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Love's Road Is Bumpy, Even When It's High-Tech

October 11, 2002|NORAH VINCENT | Norah Vincent is a New York writer. Her Web site: www.norah vincent.com.

Placing or answering a personal ad used to be a cause for shame. If you did it, you did it on the sly and lied about it. More often, though, you ridiculed the very idea, reading aloud the back pages of your local free weekly with the same campy tone of condescension that you reserved for the dirty parts of pulp novels. And there was a good reason for such disdain. Advertising for love represents the nadir of the romantic ideal, the cynical commodification of that most precious and mysterious of human emotions. The stigma surrounding such ads was justified.

But now that stigma is gone, or so the proliferation of high-tech personals on the Web would seem to suggest, and that has led to the kind of debased and panting free-for-all that makes good old-fashioned promiscuity look quaint. The Internet has ushered in a brassy new world of dial-up, free-market romance that far outstrips its clunky and geeky predecessor, the computer date. Personal ads are infinitely more sophisticated than they used to be. Most now come with color pictures, detailed profiles and instant messaging capabilities. And people are placing them in far greater numbers. What's more, they're doing so with exhibitionistic abandon, consenting to have their mugs and foibles beamed around the globe via the Web sites of publications like Salon, the Onion, LA Weekly, Jane and Time Out New York. Each day, some new ripe and marketable face appears, complete with a quirky teaser dripping with hip innuendo, until you begin to wonder whatever happened to the joys of anonymity.

The brains behind the blitzkrieg is Spring Street Networks, which has made a business of repackaging personal ads and selling them to publications whose audiences fit the sought-after demographic: young, savvy, cool. Spring Street Chairman Rufus Griscom says the personals account for 50% of the income of Spring Street parent Nerve.com and probably a considerable portion of subscriber publications' incomes as well. Love for sale, anyone? Add money, money, money, plus a lot of desperate people and the technological know-how to sell the bejesus out of their insecurities, and you get the "catch of the day" following you through the ether with his virtual fly open.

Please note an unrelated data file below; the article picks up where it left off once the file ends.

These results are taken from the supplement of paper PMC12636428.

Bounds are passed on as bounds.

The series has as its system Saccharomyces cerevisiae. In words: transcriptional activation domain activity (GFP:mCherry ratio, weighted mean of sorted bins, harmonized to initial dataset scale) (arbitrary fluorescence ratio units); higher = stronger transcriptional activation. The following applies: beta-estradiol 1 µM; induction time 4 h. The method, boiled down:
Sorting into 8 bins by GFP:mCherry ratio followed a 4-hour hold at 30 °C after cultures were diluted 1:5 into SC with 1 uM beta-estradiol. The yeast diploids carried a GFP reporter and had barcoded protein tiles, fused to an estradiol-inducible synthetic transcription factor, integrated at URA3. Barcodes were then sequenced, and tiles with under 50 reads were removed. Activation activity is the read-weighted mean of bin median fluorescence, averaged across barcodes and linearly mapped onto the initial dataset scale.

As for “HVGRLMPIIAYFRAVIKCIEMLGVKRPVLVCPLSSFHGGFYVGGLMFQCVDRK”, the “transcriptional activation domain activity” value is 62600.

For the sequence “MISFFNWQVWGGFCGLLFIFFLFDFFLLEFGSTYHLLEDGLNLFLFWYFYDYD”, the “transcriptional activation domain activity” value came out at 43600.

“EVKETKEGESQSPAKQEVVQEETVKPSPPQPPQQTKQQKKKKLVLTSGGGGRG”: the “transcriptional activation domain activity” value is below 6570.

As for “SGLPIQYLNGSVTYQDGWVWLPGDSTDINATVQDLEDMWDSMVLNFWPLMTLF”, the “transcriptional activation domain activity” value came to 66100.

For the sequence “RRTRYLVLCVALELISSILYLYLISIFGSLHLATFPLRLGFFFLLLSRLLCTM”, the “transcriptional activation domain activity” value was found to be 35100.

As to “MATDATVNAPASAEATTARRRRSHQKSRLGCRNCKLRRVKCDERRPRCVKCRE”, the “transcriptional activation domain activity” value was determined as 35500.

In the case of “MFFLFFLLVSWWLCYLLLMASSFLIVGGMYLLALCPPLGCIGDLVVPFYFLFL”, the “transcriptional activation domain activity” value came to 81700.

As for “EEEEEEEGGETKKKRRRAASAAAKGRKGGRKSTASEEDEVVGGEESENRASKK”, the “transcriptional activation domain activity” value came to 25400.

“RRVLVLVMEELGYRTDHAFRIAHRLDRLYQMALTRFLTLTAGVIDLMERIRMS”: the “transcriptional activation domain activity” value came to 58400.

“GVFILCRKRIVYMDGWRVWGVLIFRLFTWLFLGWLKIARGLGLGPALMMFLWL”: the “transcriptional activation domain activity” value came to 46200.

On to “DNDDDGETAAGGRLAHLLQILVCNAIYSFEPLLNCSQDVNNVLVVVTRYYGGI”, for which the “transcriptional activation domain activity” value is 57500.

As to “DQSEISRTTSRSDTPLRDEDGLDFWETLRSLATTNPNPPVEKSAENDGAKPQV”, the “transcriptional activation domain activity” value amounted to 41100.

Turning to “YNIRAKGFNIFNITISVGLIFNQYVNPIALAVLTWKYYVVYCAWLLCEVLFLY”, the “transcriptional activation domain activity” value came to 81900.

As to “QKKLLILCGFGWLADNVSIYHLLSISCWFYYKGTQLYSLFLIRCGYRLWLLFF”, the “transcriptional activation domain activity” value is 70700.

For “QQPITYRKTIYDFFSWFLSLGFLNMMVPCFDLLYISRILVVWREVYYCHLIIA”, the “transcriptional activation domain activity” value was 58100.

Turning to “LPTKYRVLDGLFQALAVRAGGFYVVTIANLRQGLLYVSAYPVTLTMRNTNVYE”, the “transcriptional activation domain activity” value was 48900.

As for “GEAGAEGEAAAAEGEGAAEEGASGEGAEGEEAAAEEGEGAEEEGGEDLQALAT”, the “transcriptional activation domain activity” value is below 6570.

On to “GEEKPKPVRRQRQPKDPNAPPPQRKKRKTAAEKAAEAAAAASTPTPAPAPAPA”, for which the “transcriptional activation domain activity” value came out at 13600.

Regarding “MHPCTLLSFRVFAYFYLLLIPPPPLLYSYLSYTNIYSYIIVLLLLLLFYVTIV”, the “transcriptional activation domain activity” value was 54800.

Spring Street Vice President Brian Battjer ascribes the company's success to something he calls the "credit-based" model of personal advertising. Users browse ads free but have to buy credits to send messages to the irresistible "hottie" who, they've just learned, happens to be online at this very moment. Contact happens and the register goes cha-ching! as the users buy more credits to keep up the badinage.

More people are meeting their dates and mates online, which seems like a good thing on the surface. Epistolary romance is making a comeback, as are the staid courtship rituals that went with it. Instead of jumping into bed with someone they met in a pickup joint, people are learning about each other's childhoods, likes and dislikes and even personal habits long before they meet. But then comes the kicker. All too often, people fall in love with what has been hyperbolized in cyberspace and inevitably are disappointed when they meet their keyboard pals face to face.

How could it be otherwise? Some real and lasting encounters happen but with the same frequency as they happen in real life: rarely. Blanketing the Internet with your psychosexual resume may get you more dates, but it isn't going to change the brutal odds of true love.

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